In this lesson, we’ll discuss more methods of nonverbal communication that can be impacted by culture.
The specific areas of focus include:
Vocalics refers to tone and volume. It can also apply to nonword communication, meaning filler words such as “um” that we use in English to take up space.
As with other forms of communication, different cultures have different meanings about what is appropriate in the way we use sound.
Even though vocalics is focused on verbal sound, it is included in the category of nonverbal communication because it applies to the tone and volume of speech as opposed to the meaning.
As you know, volume refers to how loud you are speaking; tone can either be high or low, as well as slow or fast.
Repartee refers to turn-taking, or the etiquette at play in a conversation between two people or a group.
This turn-taking is short, in more of a fast back-and-forth style; however, there are also styles in which one person speaks for a while and finishes with a declarative statement before the other person feels it's appropriate to answer.
Some cultures use an overlapping style in which people will speak over one another, and that is considered appropriate.
How we take turns in conversation can be anything from waiting for someone to finish a statement before speaking to a rapid turn-taking or overlapping style.
When people from different cultures who interpret things differently come together, miscommunication and conflict due to differences in vocalics and repartee can sometimes arise.
Say you are negotiating a contract or reaching some decision that is necessary for your business. You may be speaking to someone from a country that uses an overlapping style of conversation. There are very few breaks and almost no silence because people all talk at once. As someone from the United States, you may tend to see this as rude or disrespectful.
However, your behavior is based on the culture in the United States, where we consider it appropriate to use silence. In fact, we sometimes use silence to emphasize things, or to punctuate something that's important.
We even use it just to gather our thoughts because we consider it appropriate to speak in a more contained way, particularly in a professional setting. This means not raising our voices or interrupting others. If someone else starts to speak, we'll typically stop and listen.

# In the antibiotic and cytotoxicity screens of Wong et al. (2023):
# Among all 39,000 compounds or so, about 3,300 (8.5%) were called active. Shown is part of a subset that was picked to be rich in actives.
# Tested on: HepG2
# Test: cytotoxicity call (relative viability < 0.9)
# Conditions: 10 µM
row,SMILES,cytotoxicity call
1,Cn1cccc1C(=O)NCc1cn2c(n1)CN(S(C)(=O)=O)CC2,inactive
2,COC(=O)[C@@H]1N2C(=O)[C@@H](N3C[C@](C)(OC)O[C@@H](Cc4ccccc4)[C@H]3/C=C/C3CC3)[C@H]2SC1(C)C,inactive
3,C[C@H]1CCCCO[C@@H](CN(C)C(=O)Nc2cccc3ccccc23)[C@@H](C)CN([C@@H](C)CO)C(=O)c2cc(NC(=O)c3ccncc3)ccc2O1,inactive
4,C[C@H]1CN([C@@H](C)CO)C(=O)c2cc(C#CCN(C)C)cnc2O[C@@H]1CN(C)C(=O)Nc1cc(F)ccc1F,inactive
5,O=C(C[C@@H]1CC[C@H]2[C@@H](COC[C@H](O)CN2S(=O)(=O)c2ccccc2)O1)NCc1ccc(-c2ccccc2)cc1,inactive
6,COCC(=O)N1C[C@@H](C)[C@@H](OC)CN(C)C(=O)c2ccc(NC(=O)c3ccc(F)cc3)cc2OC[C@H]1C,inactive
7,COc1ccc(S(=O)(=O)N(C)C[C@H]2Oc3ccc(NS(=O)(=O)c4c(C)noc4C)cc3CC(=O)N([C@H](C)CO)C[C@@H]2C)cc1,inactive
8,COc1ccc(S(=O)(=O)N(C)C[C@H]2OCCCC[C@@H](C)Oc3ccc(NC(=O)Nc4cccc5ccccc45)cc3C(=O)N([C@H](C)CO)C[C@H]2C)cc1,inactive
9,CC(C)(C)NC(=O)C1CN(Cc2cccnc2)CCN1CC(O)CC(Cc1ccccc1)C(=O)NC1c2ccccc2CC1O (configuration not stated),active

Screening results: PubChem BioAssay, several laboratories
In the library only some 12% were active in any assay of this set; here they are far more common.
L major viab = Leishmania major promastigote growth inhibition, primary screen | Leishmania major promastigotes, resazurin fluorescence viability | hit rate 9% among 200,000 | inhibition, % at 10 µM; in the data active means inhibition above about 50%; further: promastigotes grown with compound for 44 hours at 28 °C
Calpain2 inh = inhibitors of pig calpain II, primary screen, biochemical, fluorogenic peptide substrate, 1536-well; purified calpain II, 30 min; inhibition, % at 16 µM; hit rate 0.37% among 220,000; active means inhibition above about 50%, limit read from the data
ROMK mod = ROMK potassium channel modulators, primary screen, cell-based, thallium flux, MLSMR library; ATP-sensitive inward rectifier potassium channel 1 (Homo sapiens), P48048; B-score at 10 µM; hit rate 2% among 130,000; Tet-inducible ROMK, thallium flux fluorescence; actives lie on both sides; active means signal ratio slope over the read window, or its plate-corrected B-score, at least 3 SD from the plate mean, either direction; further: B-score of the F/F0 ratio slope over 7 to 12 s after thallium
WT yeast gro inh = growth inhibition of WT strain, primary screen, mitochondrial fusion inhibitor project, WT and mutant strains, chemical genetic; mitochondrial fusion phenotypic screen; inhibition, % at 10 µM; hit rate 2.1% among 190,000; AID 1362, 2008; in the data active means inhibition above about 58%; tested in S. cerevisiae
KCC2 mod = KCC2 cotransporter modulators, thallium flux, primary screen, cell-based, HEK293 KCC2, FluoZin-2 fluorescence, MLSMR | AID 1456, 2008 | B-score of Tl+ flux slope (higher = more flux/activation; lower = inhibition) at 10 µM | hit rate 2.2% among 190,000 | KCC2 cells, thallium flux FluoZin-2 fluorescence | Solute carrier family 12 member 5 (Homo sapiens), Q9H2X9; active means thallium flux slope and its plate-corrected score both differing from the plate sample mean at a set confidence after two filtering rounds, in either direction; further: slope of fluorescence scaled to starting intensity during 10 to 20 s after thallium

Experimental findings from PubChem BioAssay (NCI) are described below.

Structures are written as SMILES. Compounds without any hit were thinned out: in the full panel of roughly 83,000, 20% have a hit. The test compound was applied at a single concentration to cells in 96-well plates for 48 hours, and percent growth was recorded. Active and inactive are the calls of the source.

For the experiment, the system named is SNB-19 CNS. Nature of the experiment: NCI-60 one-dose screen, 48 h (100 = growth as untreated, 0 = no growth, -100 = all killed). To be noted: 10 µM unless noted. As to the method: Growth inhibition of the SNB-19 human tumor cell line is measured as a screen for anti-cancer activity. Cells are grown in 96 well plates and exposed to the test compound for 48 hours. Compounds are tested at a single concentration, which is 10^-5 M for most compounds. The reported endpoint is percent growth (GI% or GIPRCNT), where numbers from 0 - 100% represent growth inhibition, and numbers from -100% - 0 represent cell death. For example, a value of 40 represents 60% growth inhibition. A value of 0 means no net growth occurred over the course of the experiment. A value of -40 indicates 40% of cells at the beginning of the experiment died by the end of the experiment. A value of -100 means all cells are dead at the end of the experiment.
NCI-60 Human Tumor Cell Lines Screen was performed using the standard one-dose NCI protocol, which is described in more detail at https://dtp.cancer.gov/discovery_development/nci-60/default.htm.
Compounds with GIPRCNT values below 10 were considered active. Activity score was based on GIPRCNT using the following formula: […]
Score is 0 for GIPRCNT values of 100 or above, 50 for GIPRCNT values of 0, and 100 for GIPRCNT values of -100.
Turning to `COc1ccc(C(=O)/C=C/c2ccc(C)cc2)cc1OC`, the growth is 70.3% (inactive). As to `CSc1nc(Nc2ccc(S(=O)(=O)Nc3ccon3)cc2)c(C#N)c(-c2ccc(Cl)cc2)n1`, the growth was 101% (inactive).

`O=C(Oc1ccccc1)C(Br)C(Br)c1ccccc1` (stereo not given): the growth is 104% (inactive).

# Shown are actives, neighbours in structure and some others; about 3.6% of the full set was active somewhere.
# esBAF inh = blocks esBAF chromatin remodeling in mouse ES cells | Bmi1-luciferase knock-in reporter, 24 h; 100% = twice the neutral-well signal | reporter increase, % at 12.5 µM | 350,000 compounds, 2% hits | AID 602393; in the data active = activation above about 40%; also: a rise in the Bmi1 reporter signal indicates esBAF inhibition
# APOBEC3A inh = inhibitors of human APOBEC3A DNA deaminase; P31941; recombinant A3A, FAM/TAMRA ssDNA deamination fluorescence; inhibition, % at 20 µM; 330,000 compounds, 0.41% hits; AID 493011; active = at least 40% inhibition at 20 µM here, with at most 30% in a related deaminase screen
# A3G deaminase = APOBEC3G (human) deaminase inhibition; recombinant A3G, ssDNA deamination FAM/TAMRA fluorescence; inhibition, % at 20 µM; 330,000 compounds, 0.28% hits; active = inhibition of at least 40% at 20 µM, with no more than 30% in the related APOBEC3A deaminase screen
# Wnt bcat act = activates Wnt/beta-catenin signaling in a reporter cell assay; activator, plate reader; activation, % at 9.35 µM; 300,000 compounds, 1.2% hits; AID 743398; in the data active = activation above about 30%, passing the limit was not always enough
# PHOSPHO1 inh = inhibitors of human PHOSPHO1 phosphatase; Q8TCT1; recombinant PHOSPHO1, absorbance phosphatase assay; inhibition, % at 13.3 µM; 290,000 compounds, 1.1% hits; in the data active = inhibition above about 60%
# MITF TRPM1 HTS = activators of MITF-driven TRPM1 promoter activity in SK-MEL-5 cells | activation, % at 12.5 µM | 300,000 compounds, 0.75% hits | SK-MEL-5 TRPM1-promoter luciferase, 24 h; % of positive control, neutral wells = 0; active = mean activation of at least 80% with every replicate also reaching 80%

That style could be interpreted as a bit colder, or more dismissive. You might seem less engaged because you're not speaking in as volatile of a style; you’re not showing your emotion as much.
There can be these types of cultural misunderstandings simply based on the way we take turns in a conversation, and how we use our voice in terms of volume and tone.
High volume doesn't always mean anger, but that's how we might interpret it here in the United States in some contexts. There may be people who would interpret someone speaking loudly as being angry or upset, when the person may actually just be very engaged in the conversation.
These cultural differences in nonverbal communication do exist, and it’s important to be aware of them. Everyone has emotional and instantaneous gut reactions to these nonverbal cues, from tone and volume to the method of turn-taking in a conversation. What is culturally appropriate for each person becomes ingrained in him or her, so it’s important to know that you have the tendency to react based on your own cultural experience.
In this lesson, you learned about two more forms of nonverbal communication: vocalics, which pertains to the tone and volume of your speech, and repartee, or a style of conversation using short turn-taking. Some cultures have a longer turn-taking style, while others favor an overlapping style.
You now understand that when people from different cultures with different methods of communication come together, vocalics and repartee can present themselves in conflict. Therefore, it’s important to be aware of these differences; self-awareness is the first step in understanding how to communicate in a way that allows for cultural differences.
Source: Adapted from Sophia tutorial by Marlene Johnson.
Literally a form of quick wit; in communication style, a short turn- taking, "back and forth" style of conversation (as opposed to a long-turn taking style).
The pattern of conversation assumed to be proper in a culture, ranging from rapid exchange of statements and permissibility of interrupting another's speech, to long declarative statements by one speaker which must be completed before another is "allowed" to speak.
The communication style which uses tone of voice and non-word sounds as symbols.